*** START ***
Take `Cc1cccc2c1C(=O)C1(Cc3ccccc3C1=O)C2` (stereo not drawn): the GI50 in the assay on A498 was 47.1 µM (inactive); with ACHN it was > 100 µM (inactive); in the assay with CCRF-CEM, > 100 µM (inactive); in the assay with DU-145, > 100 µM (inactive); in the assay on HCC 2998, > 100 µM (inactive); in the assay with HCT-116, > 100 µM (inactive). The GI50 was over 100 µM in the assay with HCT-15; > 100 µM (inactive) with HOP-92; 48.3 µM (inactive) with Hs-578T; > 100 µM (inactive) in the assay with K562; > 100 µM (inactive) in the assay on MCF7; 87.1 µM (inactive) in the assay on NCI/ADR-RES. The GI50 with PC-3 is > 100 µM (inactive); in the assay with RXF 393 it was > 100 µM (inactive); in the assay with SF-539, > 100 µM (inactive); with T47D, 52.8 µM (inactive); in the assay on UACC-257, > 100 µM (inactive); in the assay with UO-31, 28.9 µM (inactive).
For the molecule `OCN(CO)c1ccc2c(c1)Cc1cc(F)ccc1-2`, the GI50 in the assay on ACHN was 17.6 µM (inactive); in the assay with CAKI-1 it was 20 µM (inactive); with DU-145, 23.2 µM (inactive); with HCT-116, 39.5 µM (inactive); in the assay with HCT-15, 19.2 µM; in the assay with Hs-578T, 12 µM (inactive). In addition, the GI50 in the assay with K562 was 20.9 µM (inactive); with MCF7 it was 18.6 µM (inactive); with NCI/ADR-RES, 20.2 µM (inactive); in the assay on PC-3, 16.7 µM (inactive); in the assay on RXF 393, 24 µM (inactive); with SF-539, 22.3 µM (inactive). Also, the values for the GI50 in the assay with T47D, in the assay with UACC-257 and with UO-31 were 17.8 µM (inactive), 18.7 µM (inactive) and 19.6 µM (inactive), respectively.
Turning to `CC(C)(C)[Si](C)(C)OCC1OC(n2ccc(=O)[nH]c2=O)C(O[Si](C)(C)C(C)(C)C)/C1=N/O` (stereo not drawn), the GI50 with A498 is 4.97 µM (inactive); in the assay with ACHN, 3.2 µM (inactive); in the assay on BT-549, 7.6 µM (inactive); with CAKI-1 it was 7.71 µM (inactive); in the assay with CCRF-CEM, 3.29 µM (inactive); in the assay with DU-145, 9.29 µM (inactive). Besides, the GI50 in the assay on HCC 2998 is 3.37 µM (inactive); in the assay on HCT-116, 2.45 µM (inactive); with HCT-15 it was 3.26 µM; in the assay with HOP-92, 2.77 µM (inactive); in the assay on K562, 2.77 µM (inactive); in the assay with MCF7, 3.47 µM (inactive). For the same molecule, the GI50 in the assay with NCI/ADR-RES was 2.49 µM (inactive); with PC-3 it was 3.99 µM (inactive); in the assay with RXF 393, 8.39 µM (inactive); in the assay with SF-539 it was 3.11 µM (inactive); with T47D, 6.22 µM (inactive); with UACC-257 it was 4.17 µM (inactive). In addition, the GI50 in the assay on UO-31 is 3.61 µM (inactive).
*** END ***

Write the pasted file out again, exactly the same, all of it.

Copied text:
Take `Cc1cccc2c1C(=O)C1(Cc3ccccc3C1=O)C2` (stereo not drawn): the GI50 in the assay on A498 was 47.1 µM (inactive); with ACHN it was > 100 µM (inactive); in the assay with CCRF-CEM, > 100 µM (inactive); in the assay with DU-145, > 100 µM (inactive); in the assay on HCC 2998, > 100 µM (inactive); in the assay with HCT-116, > 100 µM (inactive). The GI50 was over 100 µM in the assay with HCT-15; > 100 µM (inactive) with HOP-92; 48.3 µM (inactive) with Hs-578T; > 100 µM (inactive) in the assay with K562; > 100 µM (inactive) in the assay on MCF7; 87.1 µM (inactive) in the assay on NCI/ADR-RES. The GI50 with PC-3 is > 100 µM (inactive); in the assay with RXF 393 it was > 100 µM (inactive); in the assay with SF-539, > 100 µM (inactive); with T47D, 52.8 µM (inactive); in the assay on UACC-257, > 100 µM (inactive); in the assay with UO-31, 28.9 µM (inactive).
For the molecule `OCN(CO)c1ccc2c(c1)Cc1cc(F)ccc1-2`, the GI50 in the assay on ACHN was 17.6 µM (inactive); in the assay with CAKI-1 it was 20 µM (inactive); with DU-145, 23.2 µM (inactive); with HCT-116, 39.5 µM (inactive); in the assay with HCT-15, 19.2 µM; in the assay with Hs-578T, 12 µM (inactive). In addition, the GI50 in the assay with K562 was 20.9 µM (inactive); with MCF7 it was 18.6 µM (inactive); with NCI/ADR-RES, 20.2 µM (inactive); in the assay on PC-3, 16.7 µM (inactive); in the assay on RXF 393, 24 µM (inactive); with SF-539, 22.3 µM (inactive). Also, the values for the GI50 in the assay with T47D, in the assay with UACC-257 and with UO-31 were 17.8 µM (inactive), 18.7 µM (inactive) and 19.6 µM (inactive), respectively.
Turning to `CC(C)(C)[Si](C)(C)OCC1OC(n2ccc(=O)[nH]c2=O)C(O[Si](C)(C)C(C)(C)C)/C1=N/O` (stereo not drawn), the GI50 with A498 is 4.97 µM (inactive); in the assay with ACHN, 3.2 µM (inactive); in the assay on BT-549, 7.6 µM (inactive); with CAKI-1 it was 7.71 µM (inactive); in the assay with CCRF-CEM, 3.29 µM (inactive); in the assay with DU-145, 9.29 µM (inactive). Besides, the GI50 in the assay on HCC 2998 is 3.37 µM (inactive); in the assay on HCT-116, 2.45 µM (inactive); with HCT-15 it was 3.26 µM; in the assay with HOP-92, 2.77 µM (inactive); in the assay on K562, 2.77 µM (inactive); in the assay with MCF7, 3.47 µM (inactive). For the same molecule, the GI50 in the assay with NCI/ADR-RES was 2.49 µM (inactive); with PC-3 it was 3.99 µM (inactive); in the assay with RXF 393, 8.39 µM (inactive); in the assay with SF-539 it was 3.11 µM (inactive); with T47D, 6.22 µM (inactive); with UACC-257 it was 4.17 µM (inactive). In addition, the GI50 in the assay on UO-31 is 3.61 µM (inactive).